Digging Deep: The Story Behind Our State Charters

This is the second in a five-part series as a follow up to my initial research on district and state charter school grades in New Mexico. Find the first part here.


The story of state charter grades in New Mexico is of two extremes. On one end, we have an outsized number of high-performers doing well by their students. On the other end we have a large number of laggards bringing the whole lot down. What paradigms and practices do these high-performing school leaders have in place which can be shared more widely? And how do we turn over those low-performing schools to the impressive leaders of "A" schools so they may right the ship?

State charters have a much flatter distribution than districts. They receive roughly identical proportions of each letter grade and serve a total of 16,188 students. Here, 3,557 students (22 percent) attend "A" schools. State charters also have many more "F"s (13 to 2), with 6,232 (38.5 percent) of their students in "D" or "F" schools.

Of course, it is the role of NMPED and the PEC to ensure all charter schools they approve set forth ambitious goals to begin with, and then hold them accountable to achieving those goals. At any given time, every school leader should know which side of the line they stand on. If school grades are the decision-making point, then schools with the same grades need to receive the same treatment.

The data shows this isn't happening consistently enough yet. When schools with the same grade receive wildly different decisions, the recommendation to open, extend, or close a school feels like we're shaking a Magic Eight Ball. Of course, I think all schools (charter or not) should be on ambitious yet achievable performance contracts they are held accountable to, but that's for another day.

NM State Charter School Grades

We must also grapple with the reality that schools serving our most challenged student populations - often called "reengagement" or "Supplemental Accountability Model Status (SAMS)" schools - are fundamentally disadvantaged by the current grading formula. These unique schools are in need of accountability as well as a differentiated grading model that better accounts for the hardest-to-serve students they explicitly seek out.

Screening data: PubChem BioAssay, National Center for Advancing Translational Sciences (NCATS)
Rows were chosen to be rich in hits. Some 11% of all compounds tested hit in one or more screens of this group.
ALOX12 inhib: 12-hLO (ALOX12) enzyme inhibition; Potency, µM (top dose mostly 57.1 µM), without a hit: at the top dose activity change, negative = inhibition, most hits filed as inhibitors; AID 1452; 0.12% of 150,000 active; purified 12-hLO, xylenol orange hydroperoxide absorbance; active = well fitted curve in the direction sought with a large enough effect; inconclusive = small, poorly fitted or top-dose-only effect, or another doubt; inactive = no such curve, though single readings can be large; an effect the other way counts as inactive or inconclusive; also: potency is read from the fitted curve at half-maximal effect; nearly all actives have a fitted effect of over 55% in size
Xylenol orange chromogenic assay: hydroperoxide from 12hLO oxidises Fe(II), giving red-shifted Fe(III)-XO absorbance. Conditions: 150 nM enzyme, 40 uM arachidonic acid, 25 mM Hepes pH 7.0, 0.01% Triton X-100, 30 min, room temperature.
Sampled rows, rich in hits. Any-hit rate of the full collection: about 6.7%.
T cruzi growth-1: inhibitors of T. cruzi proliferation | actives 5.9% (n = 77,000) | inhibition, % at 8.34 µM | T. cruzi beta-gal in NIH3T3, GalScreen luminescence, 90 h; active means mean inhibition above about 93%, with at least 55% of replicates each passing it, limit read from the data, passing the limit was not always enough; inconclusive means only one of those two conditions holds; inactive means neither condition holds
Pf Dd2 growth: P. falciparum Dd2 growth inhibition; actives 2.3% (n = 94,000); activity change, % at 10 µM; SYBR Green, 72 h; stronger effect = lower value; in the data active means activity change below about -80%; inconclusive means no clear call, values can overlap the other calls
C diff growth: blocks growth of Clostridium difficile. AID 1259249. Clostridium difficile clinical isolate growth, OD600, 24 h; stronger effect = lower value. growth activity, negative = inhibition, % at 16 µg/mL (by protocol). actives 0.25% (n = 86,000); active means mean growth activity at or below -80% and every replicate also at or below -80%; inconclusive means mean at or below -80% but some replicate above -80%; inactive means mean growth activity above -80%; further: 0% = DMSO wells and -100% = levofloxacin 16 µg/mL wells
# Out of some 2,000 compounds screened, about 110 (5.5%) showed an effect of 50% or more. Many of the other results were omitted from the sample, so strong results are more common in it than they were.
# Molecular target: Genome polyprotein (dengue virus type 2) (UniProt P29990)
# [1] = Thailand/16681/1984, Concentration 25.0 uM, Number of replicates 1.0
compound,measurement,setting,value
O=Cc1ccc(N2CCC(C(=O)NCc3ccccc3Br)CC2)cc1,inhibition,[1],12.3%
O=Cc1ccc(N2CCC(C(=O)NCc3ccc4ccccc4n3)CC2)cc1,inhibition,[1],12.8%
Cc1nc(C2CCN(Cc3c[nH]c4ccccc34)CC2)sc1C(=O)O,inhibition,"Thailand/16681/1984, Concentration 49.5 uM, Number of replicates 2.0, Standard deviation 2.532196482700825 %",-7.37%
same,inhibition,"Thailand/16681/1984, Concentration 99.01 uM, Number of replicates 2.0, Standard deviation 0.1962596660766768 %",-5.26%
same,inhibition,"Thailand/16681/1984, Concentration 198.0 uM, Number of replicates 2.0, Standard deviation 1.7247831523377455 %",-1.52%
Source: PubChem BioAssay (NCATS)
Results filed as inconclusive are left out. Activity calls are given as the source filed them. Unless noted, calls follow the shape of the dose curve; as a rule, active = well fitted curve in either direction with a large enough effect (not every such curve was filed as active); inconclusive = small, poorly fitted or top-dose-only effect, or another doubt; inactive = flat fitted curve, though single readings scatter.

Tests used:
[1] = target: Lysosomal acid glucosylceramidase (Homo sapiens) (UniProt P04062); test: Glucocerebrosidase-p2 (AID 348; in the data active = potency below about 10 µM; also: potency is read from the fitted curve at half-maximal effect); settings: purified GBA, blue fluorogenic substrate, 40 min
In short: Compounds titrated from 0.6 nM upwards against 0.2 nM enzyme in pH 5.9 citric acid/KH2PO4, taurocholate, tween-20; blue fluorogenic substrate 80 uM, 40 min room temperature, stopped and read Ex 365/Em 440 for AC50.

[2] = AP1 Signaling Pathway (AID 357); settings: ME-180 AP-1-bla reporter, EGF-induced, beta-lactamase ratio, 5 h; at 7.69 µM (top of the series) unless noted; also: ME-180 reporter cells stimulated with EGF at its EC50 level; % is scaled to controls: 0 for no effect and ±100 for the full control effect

The size of state charters schools is notable with an average population of 265 students. In fact, only two schools (Mission Achievement & Success and the soon-to-close NM Connections Academy online school) have more than 700 students. Point is this: even when schools are shattering the mythology about poor students not able to learn, it tends to be at a small scale. (I write much more about MAS and what fuels their success in the fourth part of this series tomorrow). For now it's easy to see the missed opportunities to better understand and replicate successful, local models.

Reasons for Optimism

As I've written about before, this grade distribution will soon change with two "F" state charters joining APS and four other "D" or "F" charters slated to close. I applaud the Public Education Commission (PEC) and NMPED's charter school division for holding charters accountable to providing their students a meaningful education. Students are certainly much more than data points, but what will their future hold if they don't have the skills to interpret data to begin with?

Schools, chartered or otherwise, not doing what they say they will are a disservice to their students and families. Schools are in the business of educating our children and preparing them for real-world outcomes measured by graduation rates, college attendance, employment, etc. When schools aren't doing this why then are they still in business?

Too often sentimentality and personal allegiances rule the day in New Mexico. Imagine if we took the miseducation of students as seriously as the grievances of adults running schools. Schools frequently stay open or unchanged for fear of harming the adults there. What then of the children? Aren't they too deserving of consideration?

I dig into this in parts three and four, but it's worth noting that the average FRL percentage for each grade grouping increases as you move from A to F. For example, the average FRL rate for "A"s is 40.36 percent. Meanwhile, "D" and "F" LEAs hover around 80 percent. Clearly, there is some correlation between SES and LEA grades. This is undeniable and beyond debate, but not worthy of despair.

The Challenge Ahead

Overall, New Mexico needs many more options for parents via state charters as well as better academic accountability for current and future schools. Each school needs goals specific to their students accompanied by consistent and transparent tracking towards these goals by the PEC and NMPED. And we need to shed our fear of closing failing schools. This requires better planning to responsibly transition those schools to more capable hands. Communities often revolve around their local school. This need not be an excuse to leave these schools under demonstrably poor leadership.

New Mexico has high levels of poverty. And poorer kids need extra resources and support (though often receive less) that their more affluent peers receive either inherently at home or explicitly at school. Even when money is available, districts often do a terrible job of delivering those resources in a timely fashion, if at all. The quagmire of district bureaucracy is prohibitive to the extra counselors, instructional time, and health services poor children require. Providing these resources effectively requires new ways of thinking, which is often the central work of charter schools.